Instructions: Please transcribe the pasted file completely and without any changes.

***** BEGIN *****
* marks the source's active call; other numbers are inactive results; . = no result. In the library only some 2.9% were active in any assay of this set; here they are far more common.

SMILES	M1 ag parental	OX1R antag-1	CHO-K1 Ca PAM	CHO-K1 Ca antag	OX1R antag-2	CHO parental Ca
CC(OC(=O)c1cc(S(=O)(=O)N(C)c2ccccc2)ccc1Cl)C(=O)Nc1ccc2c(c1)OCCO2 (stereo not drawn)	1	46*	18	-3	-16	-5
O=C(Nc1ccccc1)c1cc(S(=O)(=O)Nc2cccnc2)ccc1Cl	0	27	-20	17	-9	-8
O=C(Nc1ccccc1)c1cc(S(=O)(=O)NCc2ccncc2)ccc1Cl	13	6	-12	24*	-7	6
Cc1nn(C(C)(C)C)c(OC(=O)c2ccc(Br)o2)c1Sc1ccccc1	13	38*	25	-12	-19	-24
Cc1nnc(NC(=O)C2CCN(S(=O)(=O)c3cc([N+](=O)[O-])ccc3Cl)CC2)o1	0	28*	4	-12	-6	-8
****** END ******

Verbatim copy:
* marks the source's active call; other numbers are inactive results; . = no result. In the library only some 2.9% were active in any assay of this set; here they are far more common.

SMILES	M1 ag parental	OX1R antag-1	CHO-K1 Ca PAM	CHO-K1 Ca antag	OX1R antag-2	CHO parental Ca
CC(OC(=O)c1cc(S(=O)(=O)N(C)c2ccccc2)ccc1Cl)C(=O)Nc1ccc2c(c1)OCCO2 (stereo not drawn)	1	46*	18	-3	-16	-5
O=C(Nc1ccccc1)c1cc(S(=O)(=O)Nc2cccnc2)ccc1Cl	0	27	-20	17	-9	-8
O=C(Nc1ccccc1)c1cc(S(=O)(=O)NCc2ccncc2)ccc1Cl	13	6	-12	24*	-7	6
Cc1nn(C(C)(C)C)c(OC(=O)c2ccc(Br)o2)c1Sc1ccccc1	13	38*	25	-12	-19	-24
Cc1nnc(NC(=O)C2CCN(S(=O)(=O)c3cc([N+](=O)[O-])ccc3Cl)CC2)o1	0	28*	4	-12	-6	-8